HealthCommentary

Exploring Human Potential

Probiotics: Hope or Hype?

Posted on | March 24, 2008 | No Comments

A look at the “hot” food product in 2007… What does the science say?

Foods with probiotics were the "it" products in 2007. Dannon’s Activia yogurt alone accounts for 40% of it’s U.S. sales. In 2008, as the the products become even more prevalent, consumers and health experts are asking, does this stuff really work? Well, the Journal of the American Dietetic Association published an interesting review on the state of pre- and probiotics, based on the scientific evidence that exists today. Here’s my summary of the review article.

First, disclosures – gotta love ’em. The article authors received funding to write this article and to give a presentation at the 2007 Food, Nutrition Conference and Expo. The funders were California Diary Council and Dannon.

Probiotics are live microorganisms that provide a health benefit to the host. That’s the scientific definition. There is no legal definition to-date.

Here’s what we know about probiotics:

  1. microbes influence immune development and resistance to infection
  2. microbes are "co-residents" of our bodies (befriend the microbe – they help make vitamin K and they keep the pipes clean)
  3. compared to our ancestors, we consume fewer microbes and we have less environmental exposure (long live the antibiotic)

The hypothesis is that this lack of exposure could be related to health problems, including allergy disorders. The concept behind probiotics is they can support overall health **IF** the right microbe is consumed in the right amount.

Health Benefits of Probiotics

So where are we with the scientific evidence? The literature reports the following benefits:

  • regulate immune function
  • prolong remission in people with pouchitis
  • decrease duration of infectious diarrhea in infants
  • enhance GI tolerance to antibiotics
  • control of lactose intolerance symptoms

According to the authors, there is new evidence "still emerging" to support the following benefits. (Note: emerging meaning, we still don’t know.) Please post links to studies that support or refute any of these claims.

  • decreased symptoms and incidence of allergic disease
  • improved therapeutic outcomes with bacterial vaginosis
  • improved IBS symptoms
  • decreased dental caries
  • decreased severity of symptoms and incidence of respiratory infections
  • decreased C. diff toxin in patients with antibiotics
  • decreased absence in the workplace

The authors also noted reputable studies with outcomes that did not support the following claims.

  • antibiotic associated diarrhea
  • prevention of surgical infections
  • improvement of IBS (note, this was reported above as a benefit… more evidence that we just don’t know yet)
  • remission of Chron’s disease
  • post antibiotic vaginal yeast infections

Now, all this being said, it is important to remember that scientific research is difficult and expensive. Companies that spend significant dollars on research need to recoup costs and that could get passed on to you. Evidence is important – and necessary – but when you can try a special yogurt and only spend a few bucks, that might be the way to go. Everyone is different. If it works for you (placebo effect or not) then that’s still a good outcome, right? If it doesn’t work for you, spend your money elsewhere. Just my rationalization here.

Probiotics in the Food Industry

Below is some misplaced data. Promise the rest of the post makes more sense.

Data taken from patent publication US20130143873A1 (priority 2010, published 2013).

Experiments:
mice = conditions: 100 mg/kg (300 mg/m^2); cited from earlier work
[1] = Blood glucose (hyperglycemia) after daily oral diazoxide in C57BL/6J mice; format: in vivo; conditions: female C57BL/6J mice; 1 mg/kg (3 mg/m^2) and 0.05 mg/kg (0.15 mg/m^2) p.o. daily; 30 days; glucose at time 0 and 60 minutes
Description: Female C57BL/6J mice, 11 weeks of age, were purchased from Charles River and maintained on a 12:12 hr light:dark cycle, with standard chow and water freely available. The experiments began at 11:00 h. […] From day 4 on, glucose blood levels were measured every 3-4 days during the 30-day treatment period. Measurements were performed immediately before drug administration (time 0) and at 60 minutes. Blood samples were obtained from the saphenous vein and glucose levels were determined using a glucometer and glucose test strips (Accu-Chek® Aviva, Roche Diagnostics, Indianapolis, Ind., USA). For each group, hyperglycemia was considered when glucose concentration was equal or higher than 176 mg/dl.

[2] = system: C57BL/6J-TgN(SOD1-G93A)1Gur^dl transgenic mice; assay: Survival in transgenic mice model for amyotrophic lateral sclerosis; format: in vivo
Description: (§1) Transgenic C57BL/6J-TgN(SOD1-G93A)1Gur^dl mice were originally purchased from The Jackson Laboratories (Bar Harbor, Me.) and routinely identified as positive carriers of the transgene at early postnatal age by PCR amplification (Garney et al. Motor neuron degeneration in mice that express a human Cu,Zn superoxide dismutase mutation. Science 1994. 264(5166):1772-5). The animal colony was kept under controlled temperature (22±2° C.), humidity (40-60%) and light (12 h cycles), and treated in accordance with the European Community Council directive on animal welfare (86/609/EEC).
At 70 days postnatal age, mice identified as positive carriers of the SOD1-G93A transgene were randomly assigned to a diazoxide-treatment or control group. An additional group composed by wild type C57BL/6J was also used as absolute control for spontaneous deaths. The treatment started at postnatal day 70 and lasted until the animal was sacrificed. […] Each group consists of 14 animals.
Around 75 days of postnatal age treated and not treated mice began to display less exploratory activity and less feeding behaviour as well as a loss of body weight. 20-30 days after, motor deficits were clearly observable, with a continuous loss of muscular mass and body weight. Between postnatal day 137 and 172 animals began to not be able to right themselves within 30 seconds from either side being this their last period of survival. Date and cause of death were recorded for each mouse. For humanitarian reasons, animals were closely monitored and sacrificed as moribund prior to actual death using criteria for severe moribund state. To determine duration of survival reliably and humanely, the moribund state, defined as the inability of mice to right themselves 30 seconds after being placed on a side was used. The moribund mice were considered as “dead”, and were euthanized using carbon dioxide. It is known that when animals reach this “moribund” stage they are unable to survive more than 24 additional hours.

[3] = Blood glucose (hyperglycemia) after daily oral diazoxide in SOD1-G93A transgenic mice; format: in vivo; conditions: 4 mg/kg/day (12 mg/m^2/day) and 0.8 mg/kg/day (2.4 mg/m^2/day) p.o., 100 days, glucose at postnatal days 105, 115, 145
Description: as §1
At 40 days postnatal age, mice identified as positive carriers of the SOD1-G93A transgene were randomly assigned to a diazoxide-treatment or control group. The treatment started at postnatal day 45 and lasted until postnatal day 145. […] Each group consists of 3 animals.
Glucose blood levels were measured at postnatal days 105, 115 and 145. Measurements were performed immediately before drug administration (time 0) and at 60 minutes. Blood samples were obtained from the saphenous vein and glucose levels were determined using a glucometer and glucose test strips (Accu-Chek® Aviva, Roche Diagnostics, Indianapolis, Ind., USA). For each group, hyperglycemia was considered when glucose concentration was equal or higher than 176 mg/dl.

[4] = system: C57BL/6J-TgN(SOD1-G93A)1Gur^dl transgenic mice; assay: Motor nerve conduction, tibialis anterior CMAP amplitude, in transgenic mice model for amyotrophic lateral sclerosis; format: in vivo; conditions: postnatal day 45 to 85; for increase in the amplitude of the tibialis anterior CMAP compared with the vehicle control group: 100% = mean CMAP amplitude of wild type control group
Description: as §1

One of the challenges is that the term probiotic is used in the food industry even when minimum scientific criteria is not met. Further, it is rare that the manufacturer provides third party analysis to the public that verifies the product is what it claims to be. Uh oh. What’s the lesson? Buyer beware. You’re going to have to do some leg work if you want to be sure you are getting your money’s worth.

Use product labels and their websites to determine:

  • type of microbe (most common are: lactobacillus, bifidobacterium, enterococcus, bacillus, escheria, sacchromyes cerevisie – last one is a yeast, the rest are bacteria)
  • levels in the product through the end of the shelf life – is it high enough? Stomach acid is very strong so there has to be enough of these microbes to survive that environment to make it to the small intestine and do their "work"
  • whether the claims can be substantiated – are there human studies that demonstrate benefits?

Open this chart for a list of strains of probiotics that are supported with scientific evidence.

Dose

It’s tough to accurately generalize a minimum dose because it varies depending on the strains and desired health effects. The literature shows at least 10^8 colony forming units (CFUs) are required, but much higher doses may be needed. Studies show up to a 4-fold difference in the dosages needed to create an effect.

Retaining viability is also a challenge and it can affect the dose. Products are sensitive to heat, light, moisture, oxygen and acid. These are controlled for in food processing, but all bets are off once the package is opened.

In addition, survival after consumption is strain-specific so your particular strain may not even make it past the stomach to do it’s magic. There are products with an enteric coating, but a good rule of thumb is to look for the human studies and make sure your product has that amount.

Labeling

No health claim to use with probiotics has been FDA approved. Products may contain truthful claims about structure and function. The article authors did mention that reports have shown failure of some products to meet their label claims. So some products may not be what they say they are.

Final Word

Do your homework and try to make the best choice for your health issue. See what works for you. One product may and another may not.

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